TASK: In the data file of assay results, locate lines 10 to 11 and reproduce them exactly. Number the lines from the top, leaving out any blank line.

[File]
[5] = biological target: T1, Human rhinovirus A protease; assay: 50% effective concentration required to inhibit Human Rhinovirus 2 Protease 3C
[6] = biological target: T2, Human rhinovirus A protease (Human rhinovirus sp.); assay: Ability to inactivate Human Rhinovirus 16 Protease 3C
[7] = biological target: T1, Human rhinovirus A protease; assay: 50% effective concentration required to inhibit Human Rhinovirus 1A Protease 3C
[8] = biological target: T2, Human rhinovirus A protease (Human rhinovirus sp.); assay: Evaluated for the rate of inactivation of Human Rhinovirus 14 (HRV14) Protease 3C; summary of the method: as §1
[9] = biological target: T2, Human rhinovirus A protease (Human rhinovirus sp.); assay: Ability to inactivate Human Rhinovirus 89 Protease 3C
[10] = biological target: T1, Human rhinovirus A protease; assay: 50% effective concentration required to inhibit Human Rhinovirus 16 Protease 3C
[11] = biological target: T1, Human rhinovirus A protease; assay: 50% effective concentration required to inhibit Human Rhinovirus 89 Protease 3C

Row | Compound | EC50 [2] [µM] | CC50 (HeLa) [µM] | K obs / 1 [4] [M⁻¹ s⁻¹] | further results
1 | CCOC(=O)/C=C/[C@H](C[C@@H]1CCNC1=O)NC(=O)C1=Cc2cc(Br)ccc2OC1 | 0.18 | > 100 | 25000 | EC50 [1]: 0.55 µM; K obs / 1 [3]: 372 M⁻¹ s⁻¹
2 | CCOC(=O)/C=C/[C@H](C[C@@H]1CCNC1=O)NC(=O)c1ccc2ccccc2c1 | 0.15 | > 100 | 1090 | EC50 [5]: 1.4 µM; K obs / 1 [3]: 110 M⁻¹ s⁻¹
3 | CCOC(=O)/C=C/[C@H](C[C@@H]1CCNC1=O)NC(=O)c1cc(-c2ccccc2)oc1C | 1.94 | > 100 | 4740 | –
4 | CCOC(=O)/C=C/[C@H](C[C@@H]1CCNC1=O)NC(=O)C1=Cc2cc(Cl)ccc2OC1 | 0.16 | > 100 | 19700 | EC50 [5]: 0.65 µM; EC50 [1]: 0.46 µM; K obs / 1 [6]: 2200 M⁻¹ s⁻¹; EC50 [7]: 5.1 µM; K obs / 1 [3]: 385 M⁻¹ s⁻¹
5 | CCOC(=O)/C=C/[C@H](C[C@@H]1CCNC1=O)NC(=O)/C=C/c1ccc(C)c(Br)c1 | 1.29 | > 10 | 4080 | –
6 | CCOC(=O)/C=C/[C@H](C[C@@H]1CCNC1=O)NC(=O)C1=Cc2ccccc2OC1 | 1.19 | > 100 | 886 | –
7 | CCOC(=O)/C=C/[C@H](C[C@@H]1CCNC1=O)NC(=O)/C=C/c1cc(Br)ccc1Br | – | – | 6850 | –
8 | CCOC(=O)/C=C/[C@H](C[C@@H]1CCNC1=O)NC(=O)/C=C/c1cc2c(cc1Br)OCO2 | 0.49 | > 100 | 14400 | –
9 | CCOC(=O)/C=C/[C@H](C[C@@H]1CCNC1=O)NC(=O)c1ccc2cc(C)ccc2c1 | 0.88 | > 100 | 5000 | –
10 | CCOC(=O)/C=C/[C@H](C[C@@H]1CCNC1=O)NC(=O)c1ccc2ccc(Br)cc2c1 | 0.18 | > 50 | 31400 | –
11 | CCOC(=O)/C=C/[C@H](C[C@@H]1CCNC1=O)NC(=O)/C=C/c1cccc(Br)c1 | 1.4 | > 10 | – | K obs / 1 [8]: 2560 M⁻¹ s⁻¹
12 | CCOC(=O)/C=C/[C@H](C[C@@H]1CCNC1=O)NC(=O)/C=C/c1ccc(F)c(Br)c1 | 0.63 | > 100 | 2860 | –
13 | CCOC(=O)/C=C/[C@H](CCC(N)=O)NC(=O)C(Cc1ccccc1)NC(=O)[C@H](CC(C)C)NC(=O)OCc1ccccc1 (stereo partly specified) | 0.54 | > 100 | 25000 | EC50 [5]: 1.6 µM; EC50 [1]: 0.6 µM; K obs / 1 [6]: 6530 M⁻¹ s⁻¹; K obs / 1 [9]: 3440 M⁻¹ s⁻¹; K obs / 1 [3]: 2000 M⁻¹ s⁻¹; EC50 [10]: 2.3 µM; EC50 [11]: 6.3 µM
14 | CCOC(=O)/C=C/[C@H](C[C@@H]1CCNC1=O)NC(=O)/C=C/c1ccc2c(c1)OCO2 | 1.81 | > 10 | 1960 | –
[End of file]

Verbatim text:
2 | CCOC(=O)/C=C/[C@H](C[C@@H]1CCNC1=O)NC(=O)c1ccc2ccccc2c1 | 0.15 | > 100 | 1090 | EC50 [5]: 1.4 µM; K obs / 1 [3]: 110 M⁻¹ s⁻¹
3 | CCOC(=O)/C=C/[C@H](C[C@@H]1CCNC1=O)NC(=O)c1cc(-c2ccccc2)oc1C | 1.94 | > 100 | 4740 | –